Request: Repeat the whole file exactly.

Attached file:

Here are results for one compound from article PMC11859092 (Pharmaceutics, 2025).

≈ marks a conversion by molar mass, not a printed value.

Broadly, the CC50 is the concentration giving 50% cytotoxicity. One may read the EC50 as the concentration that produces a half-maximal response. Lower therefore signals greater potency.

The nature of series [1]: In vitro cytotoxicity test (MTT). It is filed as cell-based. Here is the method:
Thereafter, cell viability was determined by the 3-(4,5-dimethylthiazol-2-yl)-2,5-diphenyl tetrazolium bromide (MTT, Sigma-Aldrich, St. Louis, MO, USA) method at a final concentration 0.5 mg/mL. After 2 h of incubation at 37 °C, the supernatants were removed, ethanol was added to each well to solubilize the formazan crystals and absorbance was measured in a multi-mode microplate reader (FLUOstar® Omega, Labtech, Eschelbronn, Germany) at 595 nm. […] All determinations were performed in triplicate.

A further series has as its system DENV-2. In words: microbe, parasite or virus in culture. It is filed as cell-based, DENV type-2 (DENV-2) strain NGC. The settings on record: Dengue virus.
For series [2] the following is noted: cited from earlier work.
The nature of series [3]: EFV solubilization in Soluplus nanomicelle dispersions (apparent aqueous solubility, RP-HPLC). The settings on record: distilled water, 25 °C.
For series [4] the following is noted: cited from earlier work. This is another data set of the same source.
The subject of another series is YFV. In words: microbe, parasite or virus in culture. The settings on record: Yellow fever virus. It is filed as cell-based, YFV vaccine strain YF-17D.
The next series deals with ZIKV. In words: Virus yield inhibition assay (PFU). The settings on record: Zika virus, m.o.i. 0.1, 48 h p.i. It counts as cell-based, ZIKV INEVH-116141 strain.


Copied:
Here are results for one compound from article PMC11859092 (Pharmaceutics, 2025).

≈ marks a conversion by molar mass, not a printed value.

Broadly, the CC50 is the concentration giving 50% cytotoxicity. One may read the EC50 as the concentration that produces a half-maximal response. Lower therefore signals greater potency.

The nature of series [1]: In vitro cytotoxicity test (MTT). It is filed as cell-based. Here is the method:
Thereafter, cell viability was determined by the 3-(4,5-dimethylthiazol-2-yl)-2,5-diphenyl tetrazolium bromide (MTT, Sigma-Aldrich, St. Louis, MO, USA) method at a final concentration 0.5 mg/mL. After 2 h of incubation at 37 °C, the supernatants were removed, ethanol was added to each well to solubilize the formazan crystals and absorbance was measured in a multi-mode microplate reader (FLUOstar® Omega, Labtech, Eschelbronn, Germany) at 595 nm. […] All determinations were performed in triplicate.

A further series has as its system DENV-2. In words: microbe, parasite or virus in culture. It is filed as cell-based, DENV type-2 (DENV-2) strain NGC. The settings on record: Dengue virus.
For series [2] the following is noted: cited from earlier work.
The nature of series [3]: EFV solubilization in Soluplus nanomicelle dispersions (apparent aqueous solubility, RP-HPLC). The settings on record: distilled water, 25 °C.
For series [4] the following is noted: cited from earlier work. This is another data set of the same source.
The subject of another series is YFV. In words: microbe, parasite or virus in culture. The settings on record: Yellow fever virus. It is filed as cell-based, YFV vaccine strain YF-17D.
The next series deals with ZIKV. In words: Virus yield inhibition assay (PFU). The settings on record: Zika virus, m.o.i. 0.1, 48 h p.i. It counts as cell-based, ZIKV INEVH-116141 strain.